To begin with, how do you read the last two attacks on Karachi airport?
The attacks show a tit-for-tat approach. The Pakistani military thought they could bomb Taliban and other militant hideouts in Waziristan. In retaliation, the Taliban and other militant groups are showing they can attack the heart of Pakistan, especially important places like airports. I don’t know how much these approaches by both the military and the Taliban are helping anyone. It’s a small civil war. They want a say in the country’s constitution and the future. An option could be to concede some of the demands of the Taliban, but they would come back with more demands.
You spoke about how Pakistan has a geostrategic curse, and the economy is not doing as well as India’s. You have given the example of how Europe revived its economy based on wars. Pakistan has been perpetually fighting one or another conflict, with billions spent on its war machinery, and yet it failed to strengthen its economy. Why do you think Pakistan has been unable to do this?
That is the puzzle that I am addressing in the book. Pakistan has abandoned the ‘trading state approach’ or ‘developmental state approach’. They have basically benefited from aid received from foreign countries and the services they have provided. They have got enough money from international corporations by being an ally of the United States and then China. But they have no trade relationship with great powers like Korea or Taiwan. That is why I call it a curse. No crisis is turned into an opportunity, to reform their economy, educational system or industry. India would also have faced this curse had they not undergone liberalisation. For example, there are no land reforms in Pakistan. The country will not progress unless other countries stop
handing out money and demand reform.
I’m sure you have been following Pakistani prime minister Nawaz Sharif’s visit to India, and the warming up of the relationship between the two prime ministers. Are you sceptical about this, or do you think Sharif means well by attending Modi’s swearing in? Does he want good relations with India?
I think he means well. It remains to be seen if he can take along the army and the ISI. Whether he has the ability to convince them is crucial. Whenever the two countries agreed on an issue, some state or non-state actors succeeded in spoiling the peace. The big question is whether the Pakistani government has the ability to stop these actors. One thing badly needed is the reduction of tactical weapons build-up on the border. The nuclear issue needs to be addressed. The big issues should be isolated.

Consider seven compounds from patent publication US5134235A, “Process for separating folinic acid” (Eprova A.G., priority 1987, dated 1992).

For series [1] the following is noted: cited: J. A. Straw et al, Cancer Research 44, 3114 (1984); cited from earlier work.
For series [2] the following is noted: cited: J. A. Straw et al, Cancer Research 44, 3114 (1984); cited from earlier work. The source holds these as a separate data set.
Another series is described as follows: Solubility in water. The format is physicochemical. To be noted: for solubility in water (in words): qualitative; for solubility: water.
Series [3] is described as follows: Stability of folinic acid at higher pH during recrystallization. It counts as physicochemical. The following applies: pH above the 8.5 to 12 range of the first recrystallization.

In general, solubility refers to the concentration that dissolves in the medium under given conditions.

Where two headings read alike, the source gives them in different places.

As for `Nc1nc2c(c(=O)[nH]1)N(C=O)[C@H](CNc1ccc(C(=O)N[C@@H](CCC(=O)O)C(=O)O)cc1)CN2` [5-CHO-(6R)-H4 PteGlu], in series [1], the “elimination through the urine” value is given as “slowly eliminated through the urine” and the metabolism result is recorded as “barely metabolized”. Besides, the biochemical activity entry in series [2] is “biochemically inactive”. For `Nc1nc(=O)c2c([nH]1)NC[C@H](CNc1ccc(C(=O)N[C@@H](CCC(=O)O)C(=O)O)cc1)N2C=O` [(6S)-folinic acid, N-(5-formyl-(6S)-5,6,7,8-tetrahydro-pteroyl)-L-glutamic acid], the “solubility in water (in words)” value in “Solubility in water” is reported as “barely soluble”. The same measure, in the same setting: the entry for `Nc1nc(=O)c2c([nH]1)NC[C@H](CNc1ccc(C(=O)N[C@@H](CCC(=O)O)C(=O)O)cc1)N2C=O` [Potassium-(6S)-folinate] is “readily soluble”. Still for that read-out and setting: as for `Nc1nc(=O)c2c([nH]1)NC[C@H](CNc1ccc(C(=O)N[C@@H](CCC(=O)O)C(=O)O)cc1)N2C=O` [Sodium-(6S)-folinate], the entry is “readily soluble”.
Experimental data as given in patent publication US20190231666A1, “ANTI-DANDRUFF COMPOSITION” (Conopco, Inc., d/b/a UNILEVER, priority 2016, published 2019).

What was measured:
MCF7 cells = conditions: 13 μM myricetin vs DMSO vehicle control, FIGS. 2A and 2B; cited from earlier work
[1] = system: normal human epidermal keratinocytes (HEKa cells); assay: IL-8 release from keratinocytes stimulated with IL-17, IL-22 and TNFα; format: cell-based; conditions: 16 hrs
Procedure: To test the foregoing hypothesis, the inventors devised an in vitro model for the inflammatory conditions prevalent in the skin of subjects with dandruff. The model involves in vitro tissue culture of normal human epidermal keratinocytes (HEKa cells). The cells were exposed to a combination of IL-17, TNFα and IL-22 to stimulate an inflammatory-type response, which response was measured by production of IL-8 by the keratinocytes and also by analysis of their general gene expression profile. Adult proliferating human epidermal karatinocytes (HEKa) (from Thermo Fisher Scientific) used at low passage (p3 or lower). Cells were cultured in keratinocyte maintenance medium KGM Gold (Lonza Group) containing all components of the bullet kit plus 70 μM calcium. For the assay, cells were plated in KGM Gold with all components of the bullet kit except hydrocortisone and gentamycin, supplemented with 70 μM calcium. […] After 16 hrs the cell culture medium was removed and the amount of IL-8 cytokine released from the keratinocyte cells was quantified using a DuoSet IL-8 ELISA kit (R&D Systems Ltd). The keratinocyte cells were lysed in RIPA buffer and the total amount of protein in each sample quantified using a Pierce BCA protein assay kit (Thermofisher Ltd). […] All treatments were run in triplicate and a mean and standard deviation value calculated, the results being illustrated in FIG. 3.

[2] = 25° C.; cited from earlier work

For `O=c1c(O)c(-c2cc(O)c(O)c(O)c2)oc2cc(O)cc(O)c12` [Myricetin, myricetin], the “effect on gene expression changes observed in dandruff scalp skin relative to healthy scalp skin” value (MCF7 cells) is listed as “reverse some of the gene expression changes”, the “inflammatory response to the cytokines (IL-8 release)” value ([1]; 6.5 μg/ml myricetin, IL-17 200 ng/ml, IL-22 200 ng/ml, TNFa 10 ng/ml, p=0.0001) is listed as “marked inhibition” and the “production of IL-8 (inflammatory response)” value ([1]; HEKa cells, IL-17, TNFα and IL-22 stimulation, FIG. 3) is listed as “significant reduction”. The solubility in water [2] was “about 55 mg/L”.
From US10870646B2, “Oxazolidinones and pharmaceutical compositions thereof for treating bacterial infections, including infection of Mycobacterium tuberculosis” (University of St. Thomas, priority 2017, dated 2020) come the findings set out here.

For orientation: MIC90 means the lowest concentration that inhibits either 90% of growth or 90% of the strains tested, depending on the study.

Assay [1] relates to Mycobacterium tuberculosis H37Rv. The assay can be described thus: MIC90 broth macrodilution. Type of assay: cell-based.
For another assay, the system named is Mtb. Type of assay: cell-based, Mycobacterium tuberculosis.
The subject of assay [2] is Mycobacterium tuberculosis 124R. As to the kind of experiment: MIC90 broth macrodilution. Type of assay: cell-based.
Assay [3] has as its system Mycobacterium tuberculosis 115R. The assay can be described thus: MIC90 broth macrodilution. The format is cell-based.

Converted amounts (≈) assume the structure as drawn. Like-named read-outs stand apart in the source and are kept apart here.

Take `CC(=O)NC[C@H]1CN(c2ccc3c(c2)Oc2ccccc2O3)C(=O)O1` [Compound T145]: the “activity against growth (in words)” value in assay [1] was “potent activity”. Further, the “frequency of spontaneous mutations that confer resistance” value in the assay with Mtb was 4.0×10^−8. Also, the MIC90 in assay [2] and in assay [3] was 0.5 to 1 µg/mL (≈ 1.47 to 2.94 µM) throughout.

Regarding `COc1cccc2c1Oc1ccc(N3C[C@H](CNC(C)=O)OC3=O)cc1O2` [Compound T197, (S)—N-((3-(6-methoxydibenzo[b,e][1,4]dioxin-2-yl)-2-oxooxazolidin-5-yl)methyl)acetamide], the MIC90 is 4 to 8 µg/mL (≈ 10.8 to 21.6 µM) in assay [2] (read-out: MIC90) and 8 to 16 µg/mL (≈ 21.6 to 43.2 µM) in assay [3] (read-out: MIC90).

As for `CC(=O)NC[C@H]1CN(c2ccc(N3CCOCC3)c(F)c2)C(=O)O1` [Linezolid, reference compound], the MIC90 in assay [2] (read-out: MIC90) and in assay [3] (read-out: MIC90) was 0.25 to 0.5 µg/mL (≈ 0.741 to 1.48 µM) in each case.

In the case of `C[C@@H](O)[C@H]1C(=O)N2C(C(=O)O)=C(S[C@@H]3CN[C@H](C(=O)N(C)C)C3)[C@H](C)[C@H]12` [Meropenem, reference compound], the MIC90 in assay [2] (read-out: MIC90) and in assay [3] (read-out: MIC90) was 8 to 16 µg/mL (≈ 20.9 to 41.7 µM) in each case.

Just a day before Modi’s swearing in, the Indian consulate in Herat was attacked. Afghan president Hamid Karzai accused Laskhar-e-Toiba for the incident. Do you think India and Pakistan will be able to keep Herat and other such incidents aside to come together for a peace process?
I think the general impression is that the ISI is aiding the Taliban to carry out these attacks. But it is Pakistan’s strategy to keep India off Afghanistan. There is some level of collaboration. What exactly does Pakistan want in Afghanistan? India has played a reasonably good role in Afghanistan. It is important to convince the Pakistanis of the developmental interests of India in Afghanistan. But everybody is waiting for the elections there to be over. The Americans are also waiting. We need creative strategies for the region, and India and Pakistan are important.
Do you think Pakistan is serious about tackling the Taliban? They make a difference between the Pakistan and the Afghan Taliban. Pakistan considers the Afghan Taliban as freedom fighters, while Pakistan Taliban are terrorists. Are these double standards going to help Pakistan? Even during the attack on the Karachi airport, India was blamed by certain quarters in Pakistan, though the Tehrik-i-Taliban Pakistan (TTP) claimed responsibility for the incident.
There is a lot of paranoia. Some elements in Pakistan are sympathetic to the Taliban, but the people have realised the danger of Taliban. I do not know how serious Sharif or the army chief is. Is there any synchronisation between their policies? If they follow the old methods, Pakistan will not be able to fight the Taliban. TTP will pretend to listen to Pakistan, but they could unite with the Afghan Taliban. They both have the dream of an Islamic Emirate. If they unite, it will destroy the secular peace process of South Asia. Pakistan is self-destroying by playing this game. The militaries in Pakistan and Afghanistan do not discard their strategies easily. This comes out of their history of Islamic persistence, of fighting on. They have to realise they need a new strategy, a different Afghanistan. Right now, they use a policy of divide and rule. I do not know how long this will go on. This country has great troubles and the elite are talking in different ways. There is a lot of discussion but no consensus.by